The hi pri of wi fi; and another Tiger review

In today’s Independent, I’ve written on the reasons why Wi-Fi hotspots still cost so much, even though it’s a mature technology (in internet time) that would surely see a boost by dropping the price. (Clue: it’s one of those economics and ‘captive market’ things.)

I’ve also done another review of Tiger, which makes many of the same points as the Macworld one, but with more comparisons to what’s going on in Windows.

Interesting: we’ve got someone at the office where I work who had a Windows98 laptop and wanted to connect it to the broadband. “Don’t do that!” we almost yelled. “Viruses, worms, untellable evil!”

Upshot: she headed off and bought Windows XP Home (thankfully, with SP2 included) for £99. Now all we need to do is find a way to install an antivirus program on it without putting it online. Seems I’ll be burning a disc pretty soon…

Update: ah, found the well-hidden page for AVGSoft’s antivirus (except it’s the first hit on a Google search for ‘free antivirus’, which must frustrate Grisoft a bit when it wants to sell people the thing).

Extra bit: for OSX Tiger owners, James Duncan Davidson has dug deep in the innards of /System/Library/ to find the Tiger intro movie and intro music that greets you when you install the system. The movie’s very impressive – someone’s bound to put it up soon. And it turns out that you can buy the song from which the intro music is extracted on the iTMS. But how did he find out which it was??


  1. He probably used Shazam to tell him what the track was.

  2. “I did, however, find myself looking for something to trigger the tasks against time – as in: “Do this at 4.30pm each day,” which doesn’t presently exist as an option.”



  3. I’m with you on the wifi. In Cafe Nero near Green Park on Sunday, I got 24 hours access for £5, but I had to give them my credit card details (must get around to reading that wireless security article on Ars Technica). I thought that Cafe chains were all about charging more, but making you happy to pay it via a pleasant experience (jazz, sofas, coquettish baristas, etc.). Free wifi would definitely make me stay longer, and drink more beverages I don’t need.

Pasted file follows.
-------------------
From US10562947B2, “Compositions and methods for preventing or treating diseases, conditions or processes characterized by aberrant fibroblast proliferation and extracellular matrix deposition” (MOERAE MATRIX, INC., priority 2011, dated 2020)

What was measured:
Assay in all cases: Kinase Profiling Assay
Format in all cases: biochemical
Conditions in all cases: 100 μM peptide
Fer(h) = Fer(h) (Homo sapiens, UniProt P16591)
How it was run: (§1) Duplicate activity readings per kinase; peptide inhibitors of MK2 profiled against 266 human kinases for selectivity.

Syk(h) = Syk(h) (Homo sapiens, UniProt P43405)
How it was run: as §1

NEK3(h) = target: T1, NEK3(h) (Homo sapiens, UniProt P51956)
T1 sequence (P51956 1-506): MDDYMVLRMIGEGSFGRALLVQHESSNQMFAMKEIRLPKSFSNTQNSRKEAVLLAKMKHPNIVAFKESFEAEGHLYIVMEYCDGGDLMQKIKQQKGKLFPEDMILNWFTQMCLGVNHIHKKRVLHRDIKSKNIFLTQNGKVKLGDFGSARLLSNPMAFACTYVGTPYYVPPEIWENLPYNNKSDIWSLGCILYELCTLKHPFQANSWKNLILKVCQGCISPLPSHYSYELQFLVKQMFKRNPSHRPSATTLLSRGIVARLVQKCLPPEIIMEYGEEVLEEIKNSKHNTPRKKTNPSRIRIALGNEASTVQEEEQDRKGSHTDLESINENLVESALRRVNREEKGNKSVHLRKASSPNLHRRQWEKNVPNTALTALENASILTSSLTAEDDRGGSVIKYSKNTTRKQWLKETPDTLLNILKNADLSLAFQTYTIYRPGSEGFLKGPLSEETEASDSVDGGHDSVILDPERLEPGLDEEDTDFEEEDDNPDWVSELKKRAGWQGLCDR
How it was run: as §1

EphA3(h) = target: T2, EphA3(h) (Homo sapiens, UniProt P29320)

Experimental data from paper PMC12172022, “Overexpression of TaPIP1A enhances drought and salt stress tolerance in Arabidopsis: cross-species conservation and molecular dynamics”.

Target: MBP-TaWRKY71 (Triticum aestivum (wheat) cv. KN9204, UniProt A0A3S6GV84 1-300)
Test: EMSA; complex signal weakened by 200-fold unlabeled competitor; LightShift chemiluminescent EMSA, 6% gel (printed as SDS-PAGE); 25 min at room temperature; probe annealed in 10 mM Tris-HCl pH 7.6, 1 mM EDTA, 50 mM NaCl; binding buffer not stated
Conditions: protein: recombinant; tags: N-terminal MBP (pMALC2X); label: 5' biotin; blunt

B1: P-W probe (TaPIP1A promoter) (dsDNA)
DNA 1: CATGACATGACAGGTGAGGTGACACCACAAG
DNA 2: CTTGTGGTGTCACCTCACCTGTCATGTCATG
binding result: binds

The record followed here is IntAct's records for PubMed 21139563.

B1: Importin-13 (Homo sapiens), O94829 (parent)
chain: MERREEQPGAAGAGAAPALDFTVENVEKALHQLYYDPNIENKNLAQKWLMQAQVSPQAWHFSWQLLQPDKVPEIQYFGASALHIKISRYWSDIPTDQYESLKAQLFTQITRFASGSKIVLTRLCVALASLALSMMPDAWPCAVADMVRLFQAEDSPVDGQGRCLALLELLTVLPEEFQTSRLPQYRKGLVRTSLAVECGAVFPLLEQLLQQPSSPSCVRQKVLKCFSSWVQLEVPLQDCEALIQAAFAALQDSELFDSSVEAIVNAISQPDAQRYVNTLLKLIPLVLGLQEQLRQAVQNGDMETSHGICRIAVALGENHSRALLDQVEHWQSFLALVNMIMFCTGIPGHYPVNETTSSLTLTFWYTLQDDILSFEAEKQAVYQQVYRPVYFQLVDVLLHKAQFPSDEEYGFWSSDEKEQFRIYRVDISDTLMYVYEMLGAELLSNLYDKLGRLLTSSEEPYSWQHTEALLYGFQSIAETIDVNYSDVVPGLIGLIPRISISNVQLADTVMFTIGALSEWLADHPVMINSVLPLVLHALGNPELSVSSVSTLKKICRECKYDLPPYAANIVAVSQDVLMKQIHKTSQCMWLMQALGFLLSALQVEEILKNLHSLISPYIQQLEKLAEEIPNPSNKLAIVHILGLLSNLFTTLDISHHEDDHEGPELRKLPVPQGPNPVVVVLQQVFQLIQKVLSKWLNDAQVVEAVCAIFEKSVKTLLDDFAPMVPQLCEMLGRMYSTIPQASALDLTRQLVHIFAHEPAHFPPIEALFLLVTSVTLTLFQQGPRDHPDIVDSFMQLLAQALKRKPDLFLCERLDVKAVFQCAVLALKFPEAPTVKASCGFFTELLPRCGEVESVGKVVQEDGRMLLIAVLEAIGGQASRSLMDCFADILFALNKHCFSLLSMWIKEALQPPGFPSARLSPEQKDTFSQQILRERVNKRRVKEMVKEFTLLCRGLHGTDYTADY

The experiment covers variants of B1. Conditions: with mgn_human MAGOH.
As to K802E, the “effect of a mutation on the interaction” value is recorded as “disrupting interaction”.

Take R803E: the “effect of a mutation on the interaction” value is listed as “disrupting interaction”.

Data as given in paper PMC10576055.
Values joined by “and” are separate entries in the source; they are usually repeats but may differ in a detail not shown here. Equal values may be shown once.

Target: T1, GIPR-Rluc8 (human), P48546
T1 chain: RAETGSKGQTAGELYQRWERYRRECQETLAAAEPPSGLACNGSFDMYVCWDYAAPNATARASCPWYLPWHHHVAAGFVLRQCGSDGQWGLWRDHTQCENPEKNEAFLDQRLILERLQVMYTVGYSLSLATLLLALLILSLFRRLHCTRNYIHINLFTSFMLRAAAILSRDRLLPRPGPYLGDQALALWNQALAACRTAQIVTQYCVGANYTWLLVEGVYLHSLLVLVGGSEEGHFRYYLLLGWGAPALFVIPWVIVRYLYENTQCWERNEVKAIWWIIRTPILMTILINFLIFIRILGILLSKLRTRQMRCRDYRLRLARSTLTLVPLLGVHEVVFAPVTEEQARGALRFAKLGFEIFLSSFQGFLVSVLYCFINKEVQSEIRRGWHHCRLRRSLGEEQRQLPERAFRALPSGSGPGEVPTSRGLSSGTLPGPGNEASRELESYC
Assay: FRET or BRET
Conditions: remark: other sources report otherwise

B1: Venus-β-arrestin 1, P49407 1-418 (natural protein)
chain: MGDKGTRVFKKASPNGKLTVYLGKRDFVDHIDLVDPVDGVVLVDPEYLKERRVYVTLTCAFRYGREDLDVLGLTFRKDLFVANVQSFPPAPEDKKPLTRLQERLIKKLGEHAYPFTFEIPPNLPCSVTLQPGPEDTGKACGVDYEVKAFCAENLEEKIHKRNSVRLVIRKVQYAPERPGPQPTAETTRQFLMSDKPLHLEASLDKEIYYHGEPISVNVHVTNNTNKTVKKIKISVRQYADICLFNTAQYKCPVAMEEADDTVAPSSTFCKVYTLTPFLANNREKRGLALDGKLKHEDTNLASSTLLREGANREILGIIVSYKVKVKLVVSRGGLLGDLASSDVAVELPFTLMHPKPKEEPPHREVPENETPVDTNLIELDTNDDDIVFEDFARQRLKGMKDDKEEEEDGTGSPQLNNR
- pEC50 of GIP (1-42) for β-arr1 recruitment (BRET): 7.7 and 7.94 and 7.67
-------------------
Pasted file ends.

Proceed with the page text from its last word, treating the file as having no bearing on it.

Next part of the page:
£5 for 24 hours seems pretty reasonable, but I know that Starbucks et al won’t be using the same system, so I’ll either not be able to get the same prices, or I’ll have to sign up again. Pft.

    Go Islington Council. Maybe when Vodafone, O2 et al bring down the prices of their 3G mobile internet services, we’ll all go to them instead. None of this hotspot nonsense.

  4. Charles, the wonderful ‘growling head’ artwork accompanying your Tiger review in today’s Indie: brilliant. Please pass on my congratulations. Many thanks.

  5. Adrian – cron? No. Or at least, not in a way I could find. Because: what’s the command line or Applescript command to run a Workflow? open -…. doesn’t do it; that just opens Automator. Couldn’t find a way to script the operation of an Automator action.

    Still, smarter people than me will find it within hours, if they haven’t already. For an example already of a really clever use of Automator – if you understand Applescript *and* XML/RPC/SOAP (I’m only up with the first, but can hum the second) see – which just left me going “BRILLIANT” like someone out of the Fast Show, except without the walking.

  6. Is there any reason why they should charge for it? I mean, I pay £whatever a month, and that’s (in theory) whether I use it once or all the time. Given Nero et al aren’t being charged for bandwidth, is it reasonable for them to charge? I would have thought the simplest thing for them to do would be to offer a revolving password – free with a coffee, for example – and allow its customers to browse unhindered. But then again, I’m not in charge of everything. Yet.

  7. Does anyone have experience of using either the Islington or the Westminster hotspots? Where exactly in Westminster is it? Are there any others yet (I saw a reference to a Birmingham possibility somewhere).

Comments are closed.